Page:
When reached close to midnight, coach Romeo Crennel spoke about the frustration of losing out on an opportunity to play for a title and the happiness he felt about turning the franchise around. His team, after all, had won six more games than they had in 2006 and finished 7-1 at home.
"We are disappointed that we didn't reach the playoffs," he told the Associated Press. "However, we had a good year. We learned a lot, grown a lot and look forward to build on what we've accomplished this season."
One thing they learned was that one poor performance could make the difference between a good year and a great one. A victory over the weak Cincinnati Bengals in Game 15 not only would have placed the Browns in the postseason, but would have also given them their first division championship in 20 years.
Edwards, who came of age in 2007 and blossomed into one of the premier wide receivers in the NFL, spoke about the achievement he and his teammates let slip through their fingers a week earlier. His 1,289 receiving yards set a single-season franchise record, but he was not smiling.
"We could have closed the door last week," Edwards lamented to espn.com. "We had that chance but we forfeited it by losing to a lesser team."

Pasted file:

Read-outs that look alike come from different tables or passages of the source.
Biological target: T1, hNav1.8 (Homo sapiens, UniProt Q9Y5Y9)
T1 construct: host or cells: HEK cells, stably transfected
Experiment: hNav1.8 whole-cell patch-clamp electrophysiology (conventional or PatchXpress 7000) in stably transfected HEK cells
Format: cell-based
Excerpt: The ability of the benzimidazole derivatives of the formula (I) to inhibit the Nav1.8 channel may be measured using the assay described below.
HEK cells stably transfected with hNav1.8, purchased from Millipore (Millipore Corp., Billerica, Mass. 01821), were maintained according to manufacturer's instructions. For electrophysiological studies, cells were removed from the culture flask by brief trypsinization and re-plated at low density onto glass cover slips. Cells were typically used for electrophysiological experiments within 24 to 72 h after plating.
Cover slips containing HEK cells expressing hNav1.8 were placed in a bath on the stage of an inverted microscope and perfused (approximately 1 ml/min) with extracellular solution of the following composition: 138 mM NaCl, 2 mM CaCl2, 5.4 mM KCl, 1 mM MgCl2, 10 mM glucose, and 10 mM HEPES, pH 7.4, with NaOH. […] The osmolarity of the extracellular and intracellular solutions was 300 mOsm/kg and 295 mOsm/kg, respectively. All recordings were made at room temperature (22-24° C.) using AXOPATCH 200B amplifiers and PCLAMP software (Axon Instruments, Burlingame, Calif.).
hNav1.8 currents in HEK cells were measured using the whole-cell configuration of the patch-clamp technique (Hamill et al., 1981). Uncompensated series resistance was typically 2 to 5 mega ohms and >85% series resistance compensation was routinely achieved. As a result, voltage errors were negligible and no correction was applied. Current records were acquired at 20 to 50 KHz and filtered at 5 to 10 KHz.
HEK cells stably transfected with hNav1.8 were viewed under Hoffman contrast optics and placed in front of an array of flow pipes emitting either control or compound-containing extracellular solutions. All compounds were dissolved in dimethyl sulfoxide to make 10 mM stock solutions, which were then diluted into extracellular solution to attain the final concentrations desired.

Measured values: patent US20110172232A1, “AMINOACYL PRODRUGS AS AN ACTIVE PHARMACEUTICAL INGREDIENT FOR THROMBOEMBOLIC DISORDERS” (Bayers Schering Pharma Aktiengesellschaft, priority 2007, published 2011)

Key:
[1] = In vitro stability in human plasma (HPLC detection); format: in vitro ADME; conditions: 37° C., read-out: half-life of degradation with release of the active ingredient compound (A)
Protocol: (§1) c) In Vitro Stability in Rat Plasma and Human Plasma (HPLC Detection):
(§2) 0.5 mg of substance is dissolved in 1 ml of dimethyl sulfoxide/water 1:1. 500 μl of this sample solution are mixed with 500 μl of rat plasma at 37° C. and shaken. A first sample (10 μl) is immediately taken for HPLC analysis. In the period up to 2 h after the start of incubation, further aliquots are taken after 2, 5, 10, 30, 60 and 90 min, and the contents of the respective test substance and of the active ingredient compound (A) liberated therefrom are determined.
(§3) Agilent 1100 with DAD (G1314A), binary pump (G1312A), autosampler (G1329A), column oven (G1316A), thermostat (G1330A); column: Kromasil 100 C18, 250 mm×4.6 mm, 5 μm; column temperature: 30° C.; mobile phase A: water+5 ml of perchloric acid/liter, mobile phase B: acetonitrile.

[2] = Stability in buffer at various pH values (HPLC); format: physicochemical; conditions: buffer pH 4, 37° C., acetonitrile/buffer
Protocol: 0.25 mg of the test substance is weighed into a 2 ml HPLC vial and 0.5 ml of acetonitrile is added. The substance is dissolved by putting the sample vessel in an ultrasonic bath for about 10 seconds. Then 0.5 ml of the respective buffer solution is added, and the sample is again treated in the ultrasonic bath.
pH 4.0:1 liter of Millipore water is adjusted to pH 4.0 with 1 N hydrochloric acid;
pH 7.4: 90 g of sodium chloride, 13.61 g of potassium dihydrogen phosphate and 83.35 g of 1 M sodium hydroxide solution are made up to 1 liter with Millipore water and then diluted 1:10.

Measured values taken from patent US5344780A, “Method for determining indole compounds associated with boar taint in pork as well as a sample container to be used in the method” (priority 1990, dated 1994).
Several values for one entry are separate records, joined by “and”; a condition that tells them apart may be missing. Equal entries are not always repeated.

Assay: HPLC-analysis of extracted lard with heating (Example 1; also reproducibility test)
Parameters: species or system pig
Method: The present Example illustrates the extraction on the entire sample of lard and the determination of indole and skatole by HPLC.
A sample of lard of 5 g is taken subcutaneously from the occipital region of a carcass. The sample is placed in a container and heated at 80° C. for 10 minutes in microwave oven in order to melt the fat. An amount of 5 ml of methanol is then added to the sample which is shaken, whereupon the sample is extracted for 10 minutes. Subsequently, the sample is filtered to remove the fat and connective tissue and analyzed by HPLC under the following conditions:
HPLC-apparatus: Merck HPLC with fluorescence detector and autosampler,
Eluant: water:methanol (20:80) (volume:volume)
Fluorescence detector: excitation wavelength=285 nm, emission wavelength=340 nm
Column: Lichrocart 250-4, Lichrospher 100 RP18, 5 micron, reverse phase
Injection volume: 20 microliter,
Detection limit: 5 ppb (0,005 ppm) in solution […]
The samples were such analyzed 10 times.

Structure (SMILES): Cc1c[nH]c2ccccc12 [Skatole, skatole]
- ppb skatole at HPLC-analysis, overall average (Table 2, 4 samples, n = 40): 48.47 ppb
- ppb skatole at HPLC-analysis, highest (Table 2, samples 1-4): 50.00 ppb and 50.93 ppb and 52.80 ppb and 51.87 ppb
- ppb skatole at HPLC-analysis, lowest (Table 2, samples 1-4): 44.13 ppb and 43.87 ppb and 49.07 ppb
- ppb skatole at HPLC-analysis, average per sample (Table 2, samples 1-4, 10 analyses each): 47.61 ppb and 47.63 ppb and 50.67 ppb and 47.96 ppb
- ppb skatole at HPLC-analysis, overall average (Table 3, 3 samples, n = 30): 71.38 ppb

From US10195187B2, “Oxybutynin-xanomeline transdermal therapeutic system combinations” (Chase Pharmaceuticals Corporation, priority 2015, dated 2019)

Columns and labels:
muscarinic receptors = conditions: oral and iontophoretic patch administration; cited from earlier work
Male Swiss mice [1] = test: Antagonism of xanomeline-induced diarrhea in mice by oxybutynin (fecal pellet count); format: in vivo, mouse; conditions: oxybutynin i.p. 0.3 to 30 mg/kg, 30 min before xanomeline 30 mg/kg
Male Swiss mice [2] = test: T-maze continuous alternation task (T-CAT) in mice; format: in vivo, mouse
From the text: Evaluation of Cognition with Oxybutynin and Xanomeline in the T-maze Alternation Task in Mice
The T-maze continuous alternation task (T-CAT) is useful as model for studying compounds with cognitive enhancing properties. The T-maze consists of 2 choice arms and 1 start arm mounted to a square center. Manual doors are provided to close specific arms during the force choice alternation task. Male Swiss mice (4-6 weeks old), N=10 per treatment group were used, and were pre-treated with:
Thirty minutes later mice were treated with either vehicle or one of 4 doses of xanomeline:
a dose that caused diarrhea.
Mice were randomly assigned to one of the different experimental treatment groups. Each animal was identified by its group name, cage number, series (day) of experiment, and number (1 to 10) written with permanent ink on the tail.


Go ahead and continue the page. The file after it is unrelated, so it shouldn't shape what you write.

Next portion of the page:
The most significant aspect of the final-week victory was Quinn's performance. Though he completed just 3 of 8 passes, two others were dropped and he did look quite sharp for a rookie who had spent his entire season watching and learning from the sideline. He felt goose bumps as he ran onto the field and soaked in the ovation from Browns fans.
"It was amazing," Quinn said. "We have the best fans in Cleveland. I'm a hometown kid. It was nice coming back to play in front of people who watched you in high school and college. I had to dust off some rust when I went out there."
Browns tight end Kellen Winslow, who caused a bit of controversy when he offered that Quinn was the Browns quarterback of the future, liked what he saw from the rookie.
"Brady stepped in there like he's been in there for a long time," Winslow said. "He was very composed. Derek Anderson is still growing. He's still learning. He's proved he's a warrior coming back from what we had. We've got some warriors on this team. Maybe we can get some Monday night or Sunday night games next year so that people can see us."
Winslow and the Browns were indeed rewarded with five prime time games in 2008. And if the team takes as large a leap as it did in 2007, they will play more prime time games.